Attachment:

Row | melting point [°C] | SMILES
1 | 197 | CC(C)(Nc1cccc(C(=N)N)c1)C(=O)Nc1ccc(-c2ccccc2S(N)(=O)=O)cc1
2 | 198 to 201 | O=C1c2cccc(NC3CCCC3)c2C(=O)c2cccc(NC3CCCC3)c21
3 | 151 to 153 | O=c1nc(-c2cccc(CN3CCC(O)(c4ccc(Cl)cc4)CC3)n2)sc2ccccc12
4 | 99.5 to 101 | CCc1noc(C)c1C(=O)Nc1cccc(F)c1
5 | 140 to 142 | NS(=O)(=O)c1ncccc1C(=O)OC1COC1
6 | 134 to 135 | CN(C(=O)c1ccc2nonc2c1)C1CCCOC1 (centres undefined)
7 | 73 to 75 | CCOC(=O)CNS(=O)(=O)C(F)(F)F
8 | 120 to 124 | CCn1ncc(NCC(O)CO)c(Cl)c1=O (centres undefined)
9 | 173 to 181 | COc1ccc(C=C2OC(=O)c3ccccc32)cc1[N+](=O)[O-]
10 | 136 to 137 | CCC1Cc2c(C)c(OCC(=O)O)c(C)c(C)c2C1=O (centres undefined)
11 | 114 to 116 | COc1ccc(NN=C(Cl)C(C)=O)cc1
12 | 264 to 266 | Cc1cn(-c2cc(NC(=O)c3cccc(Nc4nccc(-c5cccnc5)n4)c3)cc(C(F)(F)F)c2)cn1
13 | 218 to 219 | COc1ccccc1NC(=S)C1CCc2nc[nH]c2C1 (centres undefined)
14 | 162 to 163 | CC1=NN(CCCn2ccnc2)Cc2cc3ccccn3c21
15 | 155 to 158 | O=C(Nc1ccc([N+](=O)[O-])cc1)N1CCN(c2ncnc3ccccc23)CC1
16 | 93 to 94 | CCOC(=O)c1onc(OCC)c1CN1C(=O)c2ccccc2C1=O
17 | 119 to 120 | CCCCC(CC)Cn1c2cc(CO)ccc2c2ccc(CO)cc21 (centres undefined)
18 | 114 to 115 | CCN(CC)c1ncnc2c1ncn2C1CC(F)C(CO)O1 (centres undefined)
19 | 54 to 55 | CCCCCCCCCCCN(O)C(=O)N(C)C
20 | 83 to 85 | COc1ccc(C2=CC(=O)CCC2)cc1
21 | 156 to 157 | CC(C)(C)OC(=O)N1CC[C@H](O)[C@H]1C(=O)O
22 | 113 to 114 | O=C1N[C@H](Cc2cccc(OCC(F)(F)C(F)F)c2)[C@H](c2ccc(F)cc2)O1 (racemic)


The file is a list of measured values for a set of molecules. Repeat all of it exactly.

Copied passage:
Row | melting point [°C] | SMILES
1 | 197 | CC(C)(Nc1cccc(C(=N)N)c1)C(=O)Nc1ccc(-c2ccccc2S(N)(=O)=O)cc1
2 | 198 to 201 | O=C1c2cccc(NC3CCCC3)c2C(=O)c2cccc(NC3CCCC3)c21
3 | 151 to 153 | O=c1nc(-c2cccc(CN3CCC(O)(c4ccc(Cl)cc4)CC3)n2)sc2ccccc12
4 | 99.5 to 101 | CCc1noc(C)c1C(=O)Nc1cccc(F)c1
5 | 140 to 142 | NS(=O)(=O)c1ncccc1C(=O)OC1COC1
6 | 134 to 135 | CN(C(=O)c1ccc2nonc2c1)C1CCCOC1 (centres undefined)
7 | 73 to 75 | CCOC(=O)CNS(=O)(=O)C(F)(F)F
8 | 120 to 124 | CCn1ncc(NCC(O)CO)c(Cl)c1=O (centres undefined)
9 | 173 to 181 | COc1ccc(C=C2OC(=O)c3ccccc32)cc1[N+](=O)[O-]
10 | 136 to 137 | CCC1Cc2c(C)c(OCC(=O)O)c(C)c(C)c2C1=O (centres undefined)
11 | 114 to 116 | COc1ccc(NN=C(Cl)C(C)=O)cc1
12 | 264 to 266 | Cc1cn(-c2cc(NC(=O)c3cccc(Nc4nccc(-c5cccnc5)n4)c3)cc(C(F)(F)F)c2)cn1
13 | 218 to 219 | COc1ccccc1NC(=S)C1CCc2nc[nH]c2C1 (centres undefined)
14 | 162 to 163 | CC1=NN(CCCn2ccnc2)Cc2cc3ccccn3c21
15 | 155 to 158 | O=C(Nc1ccc([N+](=O)[O-])cc1)N1CCN(c2ncnc3ccccc23)CC1
16 | 93 to 94 | CCOC(=O)c1onc(OCC)c1CN1C(=O)c2ccccc2C1=O
17 | 119 to 120 | CCCCC(CC)Cn1c2cc(CO)ccc2c2ccc(CO)cc21 (centres undefined)
18 | 114 to 115 | CCN(CC)c1ncnc2c1ncn2C1CC(F)C(CO)O1 (centres undefined)
19 | 54 to 55 | CCCCCCCCCCCN(O)C(=O)N(C)C
20 | 83 to 85 | COc1ccc(C2=CC(=O)CCC2)cc1
21 | 156 to 157 | CC(C)(C)OC(=O)N1CC[C@H](O)[C@H]1C(=O)O
22 | 113 to 114 | O=C1N[C@H](Cc2cccc(OCC(F)(F)C(F)F)c2)[C@H](c2ccc(F)cc2)O1 (racemic)